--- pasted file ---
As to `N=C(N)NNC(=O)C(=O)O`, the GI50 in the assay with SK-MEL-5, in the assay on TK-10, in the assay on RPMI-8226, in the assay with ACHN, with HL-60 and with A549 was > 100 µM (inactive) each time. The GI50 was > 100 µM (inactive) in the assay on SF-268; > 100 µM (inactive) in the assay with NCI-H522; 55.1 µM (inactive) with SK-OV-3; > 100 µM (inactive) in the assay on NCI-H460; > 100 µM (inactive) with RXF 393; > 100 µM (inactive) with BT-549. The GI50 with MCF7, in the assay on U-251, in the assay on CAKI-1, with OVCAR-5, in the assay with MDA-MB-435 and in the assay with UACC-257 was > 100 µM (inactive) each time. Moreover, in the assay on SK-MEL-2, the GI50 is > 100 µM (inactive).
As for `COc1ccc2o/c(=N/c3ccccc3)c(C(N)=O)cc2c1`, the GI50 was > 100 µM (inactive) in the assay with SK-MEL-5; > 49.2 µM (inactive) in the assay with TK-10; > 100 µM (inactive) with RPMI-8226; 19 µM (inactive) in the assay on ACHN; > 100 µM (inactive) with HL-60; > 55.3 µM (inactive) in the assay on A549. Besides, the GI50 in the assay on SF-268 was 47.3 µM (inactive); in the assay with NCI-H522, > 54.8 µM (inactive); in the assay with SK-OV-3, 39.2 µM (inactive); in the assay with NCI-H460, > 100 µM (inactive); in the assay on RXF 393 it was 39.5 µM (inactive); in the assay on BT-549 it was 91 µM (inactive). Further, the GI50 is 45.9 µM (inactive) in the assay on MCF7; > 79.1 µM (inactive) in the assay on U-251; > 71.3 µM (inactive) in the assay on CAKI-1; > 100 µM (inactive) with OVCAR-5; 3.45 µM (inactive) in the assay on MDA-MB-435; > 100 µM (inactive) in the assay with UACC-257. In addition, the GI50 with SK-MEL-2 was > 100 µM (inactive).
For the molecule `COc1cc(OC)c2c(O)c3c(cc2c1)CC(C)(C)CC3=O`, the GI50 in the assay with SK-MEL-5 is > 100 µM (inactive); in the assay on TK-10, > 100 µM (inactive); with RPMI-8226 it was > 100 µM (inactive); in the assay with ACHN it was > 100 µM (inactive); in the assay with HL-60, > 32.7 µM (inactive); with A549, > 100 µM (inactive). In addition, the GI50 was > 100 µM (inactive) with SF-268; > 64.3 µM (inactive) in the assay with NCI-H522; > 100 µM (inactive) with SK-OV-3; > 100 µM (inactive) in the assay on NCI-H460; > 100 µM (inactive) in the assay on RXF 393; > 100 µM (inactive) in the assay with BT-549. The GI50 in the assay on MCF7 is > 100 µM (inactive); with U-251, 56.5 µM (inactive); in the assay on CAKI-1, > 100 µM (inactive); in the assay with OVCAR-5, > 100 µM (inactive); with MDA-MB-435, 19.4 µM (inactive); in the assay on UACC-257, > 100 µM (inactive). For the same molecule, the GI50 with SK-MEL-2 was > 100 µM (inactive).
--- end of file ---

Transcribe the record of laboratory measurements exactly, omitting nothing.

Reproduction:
As to `N=C(N)NNC(=O)C(=O)O`, the GI50 in the assay with SK-MEL-5, in the assay on TK-10, in the assay on RPMI-8226, in the assay with ACHN, with HL-60 and with A549 was > 100 µM (inactive) each time. The GI50 was > 100 µM (inactive) in the assay on SF-268; > 100 µM (inactive) in the assay with NCI-H522; 55.1 µM (inactive) with SK-OV-3; > 100 µM (inactive) in the assay on NCI-H460; > 100 µM (inactive) with RXF 393; > 100 µM (inactive) with BT-549. The GI50 with MCF7, in the assay on U-251, in the assay on CAKI-1, with OVCAR-5, in the assay with MDA-MB-435 and in the assay with UACC-257 was > 100 µM (inactive) each time. Moreover, in the assay on SK-MEL-2, the GI50 is > 100 µM (inactive).
As for `COc1ccc2o/c(=N/c3ccccc3)c(C(N)=O)cc2c1`, the GI50 was > 100 µM (inactive) in the assay with SK-MEL-5; > 49.2 µM (inactive) in the assay with TK-10; > 100 µM (inactive) with RPMI-8226; 19 µM (inactive) in the assay on ACHN; > 100 µM (inactive) with HL-60; > 55.3 µM (inactive) in the assay on A549. Besides, the GI50 in the assay on SF-268 was 47.3 µM (inactive); in the assay with NCI-H522, > 54.8 µM (inactive); in the assay with SK-OV-3, 39.2 µM (inactive); in the assay with NCI-H460, > 100 µM (inactive); in the assay on RXF 393 it was 39.5 µM (inactive); in the assay on BT-549 it was 91 µM (inactive). Further, the GI50 is 45.9 µM (inactive) in the assay on MCF7; > 79.1 µM (inactive) in the assay on U-251; > 71.3 µM (inactive) in the assay on CAKI-1; > 100 µM (inactive) with OVCAR-5; 3.45 µM (inactive) in the assay on MDA-MB-435; > 100 µM (inactive) in the assay with UACC-257. In addition, the GI50 with SK-MEL-2 was > 100 µM (inactive).
For the molecule `COc1cc(OC)c2c(O)c3c(cc2c1)CC(C)(C)CC3=O`, the GI50 in the assay with SK-MEL-5 is > 100 µM (inactive); in the assay on TK-10, > 100 µM (inactive); with RPMI-8226 it was > 100 µM (inactive); in the assay with ACHN it was > 100 µM (inactive); in the assay with HL-60, > 32.7 µM (inactive); with A549, > 100 µM (inactive). In addition, the GI50 was > 100 µM (inactive) with SF-268; > 64.3 µM (inactive) in the assay with NCI-H522; > 100 µM (inactive) with SK-OV-3; > 100 µM (inactive) in the assay on NCI-H460; > 100 µM (inactive) in the assay on RXF 393; > 100 µM (inactive) in the assay with BT-549. The GI50 in the assay on MCF7 is > 100 µM (inactive); with U-251, 56.5 µM (inactive); in the assay on CAKI-1, > 100 µM (inactive); in the assay with OVCAR-5, > 100 µM (inactive); with MDA-MB-435, 19.4 µM (inactive); in the assay on UACC-257, > 100 µM (inactive). For the same molecule, the GI50 with SK-MEL-2 was > 100 µM (inactive).